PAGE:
The Bare Soul - July 26, 2009
A Firmer Foundation

Matthew 7:25 - And the rain fell, and the floods came, and the winds blew and slammed against that house; and yet it did not fall, for it had been founded on the rock.

Colorado is one of my favorite places on earth. Our recent visit allowed me to spend some "quality time" casting artificial bugs and flies in some of the state's pristine waters. It's an invigorating experience standing knee deep in the middle of the Big Thompson River in Estes Park Colorado as it flows from Olympus Dam, fly fishing rod and reel in hand. One feels the power of the river as every attempt is made of keeping one's feet firmly planted so as not to be carried away by the current. The power of the moving water regards nothing in its path as it makes its winding journey down through Big Thompson Canyon as it has for millennia. I somberly respect the power of water as I have seen its devastation in this locale first-hand.

The date was July 31, 1976. On that day, Colorado experienced its worst natural disaster when 145 people lost their lives in what would come to be known as "The Big Thompson Canyon Flood". The water came with such ferocity after record rains that residents and visitors to the canyon could not escape. Hundreds of homes were either lost or damaged along with the incalculable loss of life. It would take months and years before folks would recover from the devastation. I arrived in Estes Park in October 1976 to attend Capernwray Bible School at Ravencrest Chalet. Perched high above Estes Park, the school was not in any danger of flooding yet the impact of the flood was inescapable to many of us attending classes that fall term. There was still much needed assistance in clean-up in the canyon, so several of us volunteered with a grass roots effort sponsored by the local churches of Estes Park - the Inter-faith Task Force of Big Thompson Canyon. During my volunteer trips into the canyon to assist, I was dumb-founded by the magnitude of destruction. Often, we would show up to help someone stack debris and the homeowner was just so overwhelmed they didn't know where we should start. It was a frightening scene even four months after the disaster. It made us tender-hearted toward those we were helping and gave us all a deeper appreciation for how life can be swept away in but a moment of time.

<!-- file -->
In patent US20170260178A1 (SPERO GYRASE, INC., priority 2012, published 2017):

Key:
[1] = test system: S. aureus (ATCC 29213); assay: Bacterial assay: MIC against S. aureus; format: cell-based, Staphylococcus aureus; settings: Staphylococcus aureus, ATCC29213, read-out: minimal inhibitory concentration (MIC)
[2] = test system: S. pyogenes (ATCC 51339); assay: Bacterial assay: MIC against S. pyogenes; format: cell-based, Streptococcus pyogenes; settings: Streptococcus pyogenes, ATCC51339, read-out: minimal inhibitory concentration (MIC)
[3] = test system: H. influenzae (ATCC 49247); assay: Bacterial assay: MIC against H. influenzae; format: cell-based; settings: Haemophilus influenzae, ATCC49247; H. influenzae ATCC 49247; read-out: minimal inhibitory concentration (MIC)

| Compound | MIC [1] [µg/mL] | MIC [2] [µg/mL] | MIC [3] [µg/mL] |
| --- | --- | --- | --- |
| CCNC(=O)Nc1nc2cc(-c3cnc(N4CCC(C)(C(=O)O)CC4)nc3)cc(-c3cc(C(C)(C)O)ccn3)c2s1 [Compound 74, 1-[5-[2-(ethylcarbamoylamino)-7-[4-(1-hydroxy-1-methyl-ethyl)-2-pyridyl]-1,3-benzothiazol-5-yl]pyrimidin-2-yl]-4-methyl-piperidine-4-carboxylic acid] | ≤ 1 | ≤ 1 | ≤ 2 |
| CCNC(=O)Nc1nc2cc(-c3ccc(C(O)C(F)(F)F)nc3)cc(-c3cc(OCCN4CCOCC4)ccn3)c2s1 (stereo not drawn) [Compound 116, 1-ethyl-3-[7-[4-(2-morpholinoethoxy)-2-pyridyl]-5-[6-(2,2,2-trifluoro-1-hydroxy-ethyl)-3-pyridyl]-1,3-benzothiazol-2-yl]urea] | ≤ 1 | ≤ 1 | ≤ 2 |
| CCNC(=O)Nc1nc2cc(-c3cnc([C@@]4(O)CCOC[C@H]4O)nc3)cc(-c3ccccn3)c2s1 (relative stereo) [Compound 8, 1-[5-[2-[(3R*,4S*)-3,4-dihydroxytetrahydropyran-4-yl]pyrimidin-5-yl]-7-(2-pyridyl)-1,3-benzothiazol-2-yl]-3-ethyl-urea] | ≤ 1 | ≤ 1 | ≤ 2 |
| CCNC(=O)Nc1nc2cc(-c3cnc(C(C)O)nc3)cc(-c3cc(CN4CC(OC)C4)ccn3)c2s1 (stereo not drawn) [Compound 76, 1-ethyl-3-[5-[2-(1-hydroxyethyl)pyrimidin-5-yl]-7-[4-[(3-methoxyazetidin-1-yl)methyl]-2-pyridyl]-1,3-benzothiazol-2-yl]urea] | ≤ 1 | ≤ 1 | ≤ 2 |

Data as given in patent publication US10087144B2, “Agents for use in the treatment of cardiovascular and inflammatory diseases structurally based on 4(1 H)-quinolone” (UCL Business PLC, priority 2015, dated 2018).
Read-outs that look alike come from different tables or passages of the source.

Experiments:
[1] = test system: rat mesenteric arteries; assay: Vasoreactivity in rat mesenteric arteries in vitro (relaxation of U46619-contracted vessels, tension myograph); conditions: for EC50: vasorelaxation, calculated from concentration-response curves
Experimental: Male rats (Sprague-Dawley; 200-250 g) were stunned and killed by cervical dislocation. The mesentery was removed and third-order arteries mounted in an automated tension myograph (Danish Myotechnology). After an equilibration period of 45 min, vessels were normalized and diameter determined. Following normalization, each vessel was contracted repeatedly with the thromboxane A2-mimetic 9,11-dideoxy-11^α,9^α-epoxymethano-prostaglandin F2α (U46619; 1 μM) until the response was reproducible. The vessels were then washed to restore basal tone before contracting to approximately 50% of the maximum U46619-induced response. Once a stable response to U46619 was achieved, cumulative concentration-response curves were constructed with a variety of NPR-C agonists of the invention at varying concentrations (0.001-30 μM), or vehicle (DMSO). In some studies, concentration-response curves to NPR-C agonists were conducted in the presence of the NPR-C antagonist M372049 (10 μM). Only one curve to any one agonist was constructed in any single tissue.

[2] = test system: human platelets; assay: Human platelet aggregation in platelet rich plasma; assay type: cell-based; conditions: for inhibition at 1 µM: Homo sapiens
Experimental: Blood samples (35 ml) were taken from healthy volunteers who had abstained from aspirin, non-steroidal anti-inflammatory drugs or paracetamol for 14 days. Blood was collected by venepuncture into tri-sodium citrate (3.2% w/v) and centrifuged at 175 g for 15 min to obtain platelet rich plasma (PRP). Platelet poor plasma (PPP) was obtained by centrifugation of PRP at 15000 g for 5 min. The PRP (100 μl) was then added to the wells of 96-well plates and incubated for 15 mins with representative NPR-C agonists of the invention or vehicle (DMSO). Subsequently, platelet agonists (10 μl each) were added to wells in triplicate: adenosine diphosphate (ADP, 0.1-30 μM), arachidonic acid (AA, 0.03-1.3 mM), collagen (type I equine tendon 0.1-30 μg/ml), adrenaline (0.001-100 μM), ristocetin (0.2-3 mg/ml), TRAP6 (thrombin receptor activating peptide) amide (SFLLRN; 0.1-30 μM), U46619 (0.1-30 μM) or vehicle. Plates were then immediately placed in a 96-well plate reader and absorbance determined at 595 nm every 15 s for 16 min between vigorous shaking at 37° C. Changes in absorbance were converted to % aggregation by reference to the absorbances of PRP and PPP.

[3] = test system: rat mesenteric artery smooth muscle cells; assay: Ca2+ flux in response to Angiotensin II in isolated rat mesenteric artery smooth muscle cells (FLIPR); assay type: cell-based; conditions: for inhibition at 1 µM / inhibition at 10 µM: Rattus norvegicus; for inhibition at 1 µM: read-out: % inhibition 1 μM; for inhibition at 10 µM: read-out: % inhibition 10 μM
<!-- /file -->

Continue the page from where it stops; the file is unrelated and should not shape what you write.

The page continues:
Quite often, it was evident which structures survived the flood by looking at their foundations. There were three foundations primarily used in the canyon -- masonry foundation walls consisting of either block or stone and concrete foundations. A third was timber. Of the two masonry foundations, the concrete or "solid" foundation had less failures than the cinder block or stone masonry. This was due to the density of concrete versus the pieced together mason work (masonry is only as strong as the mortar which holds it together). Of the three, timber foundations were overwhelmingly those which experienced the most devastation. As many of these were built on the sandy soil of the canyons basin, they were crushed under the overwhelming power of the torrent that rolled through the canyon.

In Jesus' parable of the two foundations in Matthew chapter 7, He tells us the familiar story of a man who built on sandy soil and one who built on the rock. As those in the Big Thompson understood after the flood the prudence of a dense, concrete foundation, so Jesus understood that one must build one's life on a depth of character typified by the solid rock. In doing so, one would be assured that the floods of life would not cause the irreparable damage caused by life's torrents. Flooding is quick and sudden and is not a respecter of anyone or anything in its path. Jesus warned us that the floods will come. As those in the canyon, many are given the opportunity in this lifetime to rebuild on a better foundation. Often, lives may be ravaged in both the physical and the spiritual sense. However, as long as we are still alive to rebuild there is always hope of recovery if we will but put our faith into action. Just as those in the Big Thompson pieced their lives back together little by little, so Jesus has given us all the opportunity to rebuild if we have built on faulty foundations. Some of us may take pride in our church membership, yet Jesus told the Pharisees that belonging to a religious order would never take the place of a relationship with the Living God. To build on anything other than Jesus' sacrificed life is to build on a foundation that will one day fail. Have we put our trust in money? This foundation also will fail us. Jesus said that to gain the whole world without Him in its center is the equivalent to building a foundation of timbers on sandy soil. It's not a matter of if it will fail but when.

While many of us may never experience the disastrous affects of a flood such as the Big Thompson in 1976, it is a guarantee that all of us will be buffeted by spiritual storms that will test our respective foundations. Jesus wants to "wreck" our lives spiritually if we are not founded upon Him. For while we are alive, there is hope of rebuilding upon a firmer foundation that will one day reveal to all our true character. Are we trusting in shoddy construction that is not reliant on the life of Christ that desires to dwell within? Or have we given over our lives to the Master Builder who desires to form in us a depth of character that only can come from Him? The storms of life, beloved, will reveal our true foundations. May we all rejoice in the strength of the Rock of our salvation, for there is salvation from life's floods in no other!

Lord Jesus, we thank you that you are the Solid Rock. In You, there is no firmer foundation in heaven or on earth. May we look to You to build our foundations according to Your will, trusting in no other but You. In Your name we pray, Amen.

Your Barefoot Servant,



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